In each test, the group of rats was divided in two and half of th

In each test, the group of rats was divided in two and half of the group received one of the combination of treatments listed above, Trametinib while the remaining animals received another combination of treatments into the LPBN. The sequence of the treatments was randomized for

each rat so that, at the end of testing, rats had received all four treatments. A recovery period of at least 2 days was allowed between tests. Another group of rats (n = 14) was used to test water and 0.3 M NaCl intake induced by treatment with FURO + CAP sc. On the day of the experiment, food, water and 0.3 M NaCl were removed and the cages were rinsed with water. Rats received sc injections of the diuretic FURO (10 mg/kg bw) plus CAP (5 mg/kg bw) as described previously (Callera et al., 2005, De Gobbi et al., 2001, Menani et al., 1996 and Thunhorst and Johnson, 1994). One hour after FURO + CAP treatment, burettes with water and 0.3 M NaCl solution were returned and measurements were taken at 30-min intervals for 180 min (sodium appetite test). Ten minutes before access to water and 0.3 M NaCl, rats received bilateral injections of muscimol (0.5 nmol/0.2 μl) or saline into the LPBN. Bilateral

injections of losartan (50 μg/0.2 μl) or saline into the LPBN were performed 10 min before the injections of muscimol or saline into the LPBN. In each experimental CH5424802 clinical trial session, the group of rats was divided in two and each half of the group received one of the four treatments in the LPBN: saline + saline, saline + muscimol, losartan + muscimol and losartan + saline. The sequence of the treatments was in a randomized order so that at the end of testing, rats had received all four treatments. A recovery period of at least Flavopiridol (Alvocidib) 3 days was allowed between experimental sessions. The order of treatments was randomized because repeated FURO + CAP injections enhances stimulated and spontaneous NaCl intake (Pereira et al., 2010). At the end of the experiments, the animals received bilateral injections of 2%

Evans blue dye solution (0.2 μl/injection site) into the LPBN. They were then deeply anesthetized with sodium thiopental (CRISTALIA, Itapira, SP, Brazil, 80 mg/kg of body weight) and perfused transcardially with saline followed by 10% formalin. The brains were removed, fixed in 10% formalin, frozen, cut in 60 μm sections, stained with Giemsa, and analyzed by light microscopy to confirm the injection sites in the LPBN. The results are reported as means ± S.E.M. Water and 0.3 M NaCl intake was analyzed by two-way analysis of variance (ANOVA) with repeated measures for both factors (treatments and times), followed by Newman–Keuls post hoc test. Differences were considered significant at P < 0.05. The software used for the analysis was SigmaStat for Windows, version 2.03 from SPSS Inc. The authors thank Arnaldo Cesar dos Santos for animal care.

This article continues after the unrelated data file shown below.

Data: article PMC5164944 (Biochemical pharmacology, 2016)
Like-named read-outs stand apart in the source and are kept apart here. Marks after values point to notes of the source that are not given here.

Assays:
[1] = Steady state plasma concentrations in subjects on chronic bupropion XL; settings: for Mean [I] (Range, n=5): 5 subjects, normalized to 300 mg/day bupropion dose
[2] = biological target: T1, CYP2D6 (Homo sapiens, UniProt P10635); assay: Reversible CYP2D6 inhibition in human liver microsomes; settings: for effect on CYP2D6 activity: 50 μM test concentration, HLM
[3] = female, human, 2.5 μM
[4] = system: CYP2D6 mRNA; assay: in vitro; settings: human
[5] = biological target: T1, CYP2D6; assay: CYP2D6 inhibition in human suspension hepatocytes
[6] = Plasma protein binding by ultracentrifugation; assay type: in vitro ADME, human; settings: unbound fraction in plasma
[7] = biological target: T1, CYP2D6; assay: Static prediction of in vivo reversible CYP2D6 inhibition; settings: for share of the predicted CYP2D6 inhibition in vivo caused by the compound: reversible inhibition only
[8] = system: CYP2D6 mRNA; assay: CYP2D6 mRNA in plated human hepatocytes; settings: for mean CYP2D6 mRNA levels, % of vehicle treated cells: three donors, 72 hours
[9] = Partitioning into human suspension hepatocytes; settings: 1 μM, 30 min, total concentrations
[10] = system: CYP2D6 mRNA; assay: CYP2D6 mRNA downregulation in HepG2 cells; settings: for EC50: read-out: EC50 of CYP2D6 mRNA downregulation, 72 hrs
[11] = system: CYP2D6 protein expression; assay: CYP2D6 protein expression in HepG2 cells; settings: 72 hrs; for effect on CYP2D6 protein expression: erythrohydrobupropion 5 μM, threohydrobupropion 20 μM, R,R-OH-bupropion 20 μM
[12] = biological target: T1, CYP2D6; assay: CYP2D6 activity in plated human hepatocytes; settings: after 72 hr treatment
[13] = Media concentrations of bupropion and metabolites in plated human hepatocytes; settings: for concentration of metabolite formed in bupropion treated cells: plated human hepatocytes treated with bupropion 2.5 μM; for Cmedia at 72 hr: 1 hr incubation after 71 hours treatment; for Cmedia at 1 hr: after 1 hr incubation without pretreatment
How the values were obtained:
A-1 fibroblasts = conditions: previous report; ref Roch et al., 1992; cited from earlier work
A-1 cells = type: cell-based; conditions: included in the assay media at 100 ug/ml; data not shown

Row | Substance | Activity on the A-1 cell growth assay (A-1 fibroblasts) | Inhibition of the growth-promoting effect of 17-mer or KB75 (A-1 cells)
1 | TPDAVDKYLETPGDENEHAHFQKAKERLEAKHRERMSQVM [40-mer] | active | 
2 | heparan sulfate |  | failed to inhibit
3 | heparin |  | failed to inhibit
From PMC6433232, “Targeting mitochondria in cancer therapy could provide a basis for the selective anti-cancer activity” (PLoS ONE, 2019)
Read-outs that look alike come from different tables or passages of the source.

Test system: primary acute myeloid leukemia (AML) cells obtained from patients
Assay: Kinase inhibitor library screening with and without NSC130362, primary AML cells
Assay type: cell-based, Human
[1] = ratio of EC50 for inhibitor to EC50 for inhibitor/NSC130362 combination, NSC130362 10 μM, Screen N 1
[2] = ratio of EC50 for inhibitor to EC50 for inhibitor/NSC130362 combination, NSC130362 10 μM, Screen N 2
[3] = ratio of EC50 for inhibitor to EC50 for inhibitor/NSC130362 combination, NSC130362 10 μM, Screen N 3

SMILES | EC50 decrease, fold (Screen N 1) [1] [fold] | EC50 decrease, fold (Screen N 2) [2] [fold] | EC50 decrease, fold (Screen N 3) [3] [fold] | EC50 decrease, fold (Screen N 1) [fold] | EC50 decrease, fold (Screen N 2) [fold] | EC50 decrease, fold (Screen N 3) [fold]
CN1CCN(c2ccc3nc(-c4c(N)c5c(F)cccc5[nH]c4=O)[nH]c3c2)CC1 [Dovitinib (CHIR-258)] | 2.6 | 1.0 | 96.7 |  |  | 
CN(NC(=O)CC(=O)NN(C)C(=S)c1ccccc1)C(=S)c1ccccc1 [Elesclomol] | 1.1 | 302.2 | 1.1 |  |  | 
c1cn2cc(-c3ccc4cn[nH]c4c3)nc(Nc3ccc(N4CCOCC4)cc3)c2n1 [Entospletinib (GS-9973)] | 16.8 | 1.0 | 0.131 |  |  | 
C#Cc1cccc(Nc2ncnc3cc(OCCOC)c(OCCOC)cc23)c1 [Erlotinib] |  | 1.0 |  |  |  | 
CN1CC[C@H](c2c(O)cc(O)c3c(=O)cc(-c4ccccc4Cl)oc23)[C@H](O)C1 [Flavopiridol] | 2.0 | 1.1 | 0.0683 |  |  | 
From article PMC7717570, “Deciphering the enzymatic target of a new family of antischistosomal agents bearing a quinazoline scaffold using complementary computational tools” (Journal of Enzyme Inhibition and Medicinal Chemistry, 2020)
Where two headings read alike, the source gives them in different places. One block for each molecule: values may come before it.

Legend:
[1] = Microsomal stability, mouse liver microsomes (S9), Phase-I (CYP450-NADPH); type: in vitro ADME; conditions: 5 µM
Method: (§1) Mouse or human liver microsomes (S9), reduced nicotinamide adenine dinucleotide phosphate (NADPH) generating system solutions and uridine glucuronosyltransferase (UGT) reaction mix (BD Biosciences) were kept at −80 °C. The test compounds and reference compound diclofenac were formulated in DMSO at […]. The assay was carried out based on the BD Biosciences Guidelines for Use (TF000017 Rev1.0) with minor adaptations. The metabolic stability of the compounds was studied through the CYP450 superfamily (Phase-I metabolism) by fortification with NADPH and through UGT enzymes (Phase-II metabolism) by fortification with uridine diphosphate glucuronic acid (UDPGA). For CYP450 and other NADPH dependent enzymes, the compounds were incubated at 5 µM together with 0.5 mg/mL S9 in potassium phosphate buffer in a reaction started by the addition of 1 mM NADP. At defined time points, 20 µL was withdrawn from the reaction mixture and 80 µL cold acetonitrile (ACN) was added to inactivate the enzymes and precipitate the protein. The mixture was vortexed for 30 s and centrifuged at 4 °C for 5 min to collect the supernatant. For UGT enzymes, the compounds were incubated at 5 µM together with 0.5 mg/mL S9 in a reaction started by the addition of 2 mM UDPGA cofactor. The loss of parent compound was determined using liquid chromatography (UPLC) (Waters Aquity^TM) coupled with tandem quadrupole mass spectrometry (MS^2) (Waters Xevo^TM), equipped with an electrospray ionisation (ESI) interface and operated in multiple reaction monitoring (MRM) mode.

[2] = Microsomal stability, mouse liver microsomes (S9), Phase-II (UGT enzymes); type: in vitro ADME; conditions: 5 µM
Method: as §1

Therefore, it is possible to recognize changes in geographical di

Therefore, it is possible to recognize changes in geographical distribution of seaweeds along the coast in the northwestern

Pacific Ocean due to global warming. Most of Sargassum species mature in early spring to early summer around Japan. When they become large around the mature season, some of them have been sometimes detached from the bottom by strong waves ( Yoshida, 1963). Sargassum species can float due to their vesicles after being detached. While some are stranded on the beach, the others are transported to offshore waters by surface currents due to positive buoyancy produced by many vesicles. Floating Sargassum species are called as Nagare-mo floating seaweeds or seaweed selleck compound rafts in Japan ( Yoshida, 1963). Floating seaweeds are commonly found in Japanese waters ( Yoshida, 1963) from spring to early summer, as in the Sargasso Sea. In this particular area, floating